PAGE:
divendres, 22 d’abril de 2011

Two years celebrated with a Tale and a Magical Song

(En dos parts, avuí en anglès, demà en català) Tomorrow, 23rd April is Saint George’s Day – known in Catalan as Sant Jordi (their patron saint). The legend has it that here in Catalonia he also killed a dragon to save a princess. And where the dragon’s blood soaked into the ground, a rose grew. This day is very significant for Catalans and enjoys a wonderful celebration which has to be the envy of other nations – people buy books!


Tradition has it that boys and men buy roses for girls and women, while they offer a book in return. But obviously books and roses abound, be what may the people’s sex. Book stores are open all day with outdoor stands showing an infinite choice of wonders. People flood the streets, up and down all day, stopping off for a coffee, or beer, before continuing their family strolls in this magnificent peaceful cultural celebration – all topped off with public poetry readings or book presentations. A “festa” worth exporting.


So there I was setting this blog up on the 22nd April 2009, after a few dry runs in previous days, but things got more complicated than expected, time flies, and by pure chance it was the early hours of the 23rd when the blog was born! Two years can be summarised in numbers, about 20,000 visits, from far too many nations to mention, 520 entries, with over 500 songs.


Getting back to the origins, here’s another Tale from a far-off country called Tannu Tuva (with home-baked Catalan translation tomorrow).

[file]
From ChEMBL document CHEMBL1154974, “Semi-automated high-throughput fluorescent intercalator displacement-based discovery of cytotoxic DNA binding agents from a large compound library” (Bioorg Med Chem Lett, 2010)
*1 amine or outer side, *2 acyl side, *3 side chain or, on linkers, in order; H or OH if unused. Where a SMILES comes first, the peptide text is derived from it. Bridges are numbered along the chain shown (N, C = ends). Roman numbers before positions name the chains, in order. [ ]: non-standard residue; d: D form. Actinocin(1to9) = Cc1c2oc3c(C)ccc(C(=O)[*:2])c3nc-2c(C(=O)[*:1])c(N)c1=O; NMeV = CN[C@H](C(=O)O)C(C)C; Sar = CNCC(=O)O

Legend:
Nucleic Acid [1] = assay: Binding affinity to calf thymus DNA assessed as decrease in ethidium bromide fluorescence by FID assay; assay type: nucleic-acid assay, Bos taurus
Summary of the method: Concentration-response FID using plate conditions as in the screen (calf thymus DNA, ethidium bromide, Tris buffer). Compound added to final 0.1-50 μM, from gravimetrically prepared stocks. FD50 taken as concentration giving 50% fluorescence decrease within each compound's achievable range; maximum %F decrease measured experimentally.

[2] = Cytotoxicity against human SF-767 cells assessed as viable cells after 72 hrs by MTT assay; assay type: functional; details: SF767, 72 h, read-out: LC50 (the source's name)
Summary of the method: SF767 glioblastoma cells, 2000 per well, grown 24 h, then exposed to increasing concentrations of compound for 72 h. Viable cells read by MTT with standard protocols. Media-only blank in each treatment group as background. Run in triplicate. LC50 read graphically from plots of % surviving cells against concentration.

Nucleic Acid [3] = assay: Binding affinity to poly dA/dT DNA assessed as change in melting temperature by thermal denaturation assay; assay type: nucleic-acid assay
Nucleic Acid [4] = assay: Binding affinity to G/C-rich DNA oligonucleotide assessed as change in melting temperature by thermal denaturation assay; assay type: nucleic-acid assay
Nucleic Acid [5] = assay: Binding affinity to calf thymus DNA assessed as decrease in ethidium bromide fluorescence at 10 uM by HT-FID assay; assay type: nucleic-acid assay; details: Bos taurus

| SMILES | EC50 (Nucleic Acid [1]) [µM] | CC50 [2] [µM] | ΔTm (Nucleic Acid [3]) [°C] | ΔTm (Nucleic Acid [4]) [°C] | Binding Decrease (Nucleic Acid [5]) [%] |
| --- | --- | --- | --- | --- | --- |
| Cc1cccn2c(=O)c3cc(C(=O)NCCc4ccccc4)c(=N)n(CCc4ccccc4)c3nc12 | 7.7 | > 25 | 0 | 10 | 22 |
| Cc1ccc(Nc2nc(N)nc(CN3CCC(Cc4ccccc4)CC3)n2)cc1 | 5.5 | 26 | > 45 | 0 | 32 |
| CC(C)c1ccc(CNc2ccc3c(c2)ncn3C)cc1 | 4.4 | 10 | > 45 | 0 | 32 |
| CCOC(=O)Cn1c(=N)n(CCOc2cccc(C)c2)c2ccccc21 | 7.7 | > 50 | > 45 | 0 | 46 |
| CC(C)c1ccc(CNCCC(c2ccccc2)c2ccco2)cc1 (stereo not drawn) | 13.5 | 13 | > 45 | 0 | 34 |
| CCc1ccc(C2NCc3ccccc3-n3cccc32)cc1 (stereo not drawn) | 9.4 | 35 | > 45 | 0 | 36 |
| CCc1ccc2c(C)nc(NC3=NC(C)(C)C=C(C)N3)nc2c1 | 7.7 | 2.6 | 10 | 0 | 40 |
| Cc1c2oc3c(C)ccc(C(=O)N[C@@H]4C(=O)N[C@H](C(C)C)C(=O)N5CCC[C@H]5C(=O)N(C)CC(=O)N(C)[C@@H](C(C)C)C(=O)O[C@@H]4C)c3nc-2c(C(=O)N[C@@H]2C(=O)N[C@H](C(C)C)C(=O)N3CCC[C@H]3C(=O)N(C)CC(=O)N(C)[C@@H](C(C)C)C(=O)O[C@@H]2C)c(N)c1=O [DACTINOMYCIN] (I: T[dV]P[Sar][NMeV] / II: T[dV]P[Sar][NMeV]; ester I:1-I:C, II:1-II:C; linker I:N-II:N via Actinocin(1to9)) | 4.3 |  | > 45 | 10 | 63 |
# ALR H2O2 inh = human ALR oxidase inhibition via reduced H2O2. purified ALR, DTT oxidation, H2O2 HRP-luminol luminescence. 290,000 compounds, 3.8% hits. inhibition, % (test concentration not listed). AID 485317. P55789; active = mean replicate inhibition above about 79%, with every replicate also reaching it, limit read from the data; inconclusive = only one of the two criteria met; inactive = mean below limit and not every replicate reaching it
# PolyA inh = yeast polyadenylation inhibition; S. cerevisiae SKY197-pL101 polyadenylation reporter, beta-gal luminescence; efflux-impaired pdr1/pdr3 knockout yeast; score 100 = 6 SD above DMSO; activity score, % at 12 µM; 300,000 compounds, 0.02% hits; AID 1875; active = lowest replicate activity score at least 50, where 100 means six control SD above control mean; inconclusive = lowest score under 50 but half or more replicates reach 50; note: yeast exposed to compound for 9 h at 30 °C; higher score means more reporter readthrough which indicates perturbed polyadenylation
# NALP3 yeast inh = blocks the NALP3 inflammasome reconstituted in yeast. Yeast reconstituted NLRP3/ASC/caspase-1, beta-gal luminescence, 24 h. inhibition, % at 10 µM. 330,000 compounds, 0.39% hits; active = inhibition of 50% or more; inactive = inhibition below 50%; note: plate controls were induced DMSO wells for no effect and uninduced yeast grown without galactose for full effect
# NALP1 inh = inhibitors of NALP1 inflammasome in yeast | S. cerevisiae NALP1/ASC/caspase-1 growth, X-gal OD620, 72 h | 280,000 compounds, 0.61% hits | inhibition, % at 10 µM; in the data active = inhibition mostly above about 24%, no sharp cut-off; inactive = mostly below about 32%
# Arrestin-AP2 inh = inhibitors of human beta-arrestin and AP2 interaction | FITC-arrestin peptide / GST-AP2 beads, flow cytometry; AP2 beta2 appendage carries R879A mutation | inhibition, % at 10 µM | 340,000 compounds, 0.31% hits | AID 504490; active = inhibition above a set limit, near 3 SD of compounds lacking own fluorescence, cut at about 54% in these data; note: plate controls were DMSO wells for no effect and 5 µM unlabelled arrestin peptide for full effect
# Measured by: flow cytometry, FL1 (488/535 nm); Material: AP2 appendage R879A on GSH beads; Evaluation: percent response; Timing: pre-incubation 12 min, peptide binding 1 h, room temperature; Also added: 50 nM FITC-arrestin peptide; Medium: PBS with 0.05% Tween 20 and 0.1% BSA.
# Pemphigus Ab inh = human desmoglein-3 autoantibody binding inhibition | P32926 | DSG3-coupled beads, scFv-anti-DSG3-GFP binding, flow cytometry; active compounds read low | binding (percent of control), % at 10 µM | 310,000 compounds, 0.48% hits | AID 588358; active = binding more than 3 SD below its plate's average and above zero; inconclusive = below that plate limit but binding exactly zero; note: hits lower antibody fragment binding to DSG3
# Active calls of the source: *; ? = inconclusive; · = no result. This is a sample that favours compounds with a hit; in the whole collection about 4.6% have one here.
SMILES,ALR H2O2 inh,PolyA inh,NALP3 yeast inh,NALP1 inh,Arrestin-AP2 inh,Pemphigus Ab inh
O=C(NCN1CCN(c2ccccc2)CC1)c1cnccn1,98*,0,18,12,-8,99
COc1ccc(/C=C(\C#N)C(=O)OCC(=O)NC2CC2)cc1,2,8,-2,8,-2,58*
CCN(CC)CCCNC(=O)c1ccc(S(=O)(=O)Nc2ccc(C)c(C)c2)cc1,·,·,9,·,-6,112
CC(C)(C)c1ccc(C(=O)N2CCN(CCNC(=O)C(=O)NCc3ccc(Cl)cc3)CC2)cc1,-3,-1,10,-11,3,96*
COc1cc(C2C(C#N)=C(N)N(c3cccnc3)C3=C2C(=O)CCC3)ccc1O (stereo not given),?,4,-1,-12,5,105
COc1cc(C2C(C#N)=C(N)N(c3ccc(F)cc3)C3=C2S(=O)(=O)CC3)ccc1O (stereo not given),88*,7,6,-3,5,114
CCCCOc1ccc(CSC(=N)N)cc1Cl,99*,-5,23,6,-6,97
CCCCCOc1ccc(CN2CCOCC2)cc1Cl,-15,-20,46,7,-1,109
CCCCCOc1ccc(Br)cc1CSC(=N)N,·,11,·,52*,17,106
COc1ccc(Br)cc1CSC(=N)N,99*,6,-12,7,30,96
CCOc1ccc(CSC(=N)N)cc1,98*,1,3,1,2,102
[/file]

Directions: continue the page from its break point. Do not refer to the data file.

Once upon a time there lived a grey Owl in a thick green forest. The Owl was so lazy that she even didn't bother to fly from one tree to another.
One warm day she was fast asleep in a larch-tree when a Woodpecker flew up quite near and began pecking this very tree. The Owl woke up, shook her crumpled wings and asked in a sleepy voice: ``Why are you so noisy? You awoke me, wicked Woodpecker!''
``Can't you see?'' answered the Woodpecker, looking at her in amazement with his eyes, as small as millet grains, ``I am feeding myself.''
``Can't you find another place? Get lost!'' cried the Owl.
``Everybody has so much to do, only you are idle all the time,'' said the Woodpecker and flew away.


The Owl had settled comfortably on her branch and almost fell asleep again when she heard the dreadful noise the Magpie made, chattering just near her.
The Owl scolded the Magpie but in vain. The Magpie was not afraid and answered arrogantly: ``Why are you always sleeping? Look around! All the bird are far too busy to sleep. Some are feeding their nestlings, others collecting bedding for their nests.''
Before the Owl had time to answer her, the Magpie flew away to the forest to listen to local gossip which she loved dearly.


The Owl was at the point of falling asleep once again when she heard somebody flying just over her head. It turned out to be the small Tomtit who was busy collecting poplar down for her nest.
The Owl watched for some time the birds flying, grasshoppers chirping, swarms of midges buzzing, She felt somewhat ashamed and thought: ``I'll get around to building my nest one day.''
Night fell. There was quite a nip in the air. The Owl shivered and tried to get warm pressing her wings tight to her body. She remembered the Tomtit's warm nest. She wished she could sleep in such a nest.


The night seemed very long and cold. Even the eyes of hundreds of stars in the sky looked frozen and dim. The Owl felt she would die of cold while waiting for the crack of dawn. The sun rose at last and everything got warm. The Owl felt snug and warm and fell asleep.
That is how one day followed the other but the lazy Owl never built her nest.




A song, a classic, words cannot do it justice, Stevie Nicks with Beauty and the Beast.



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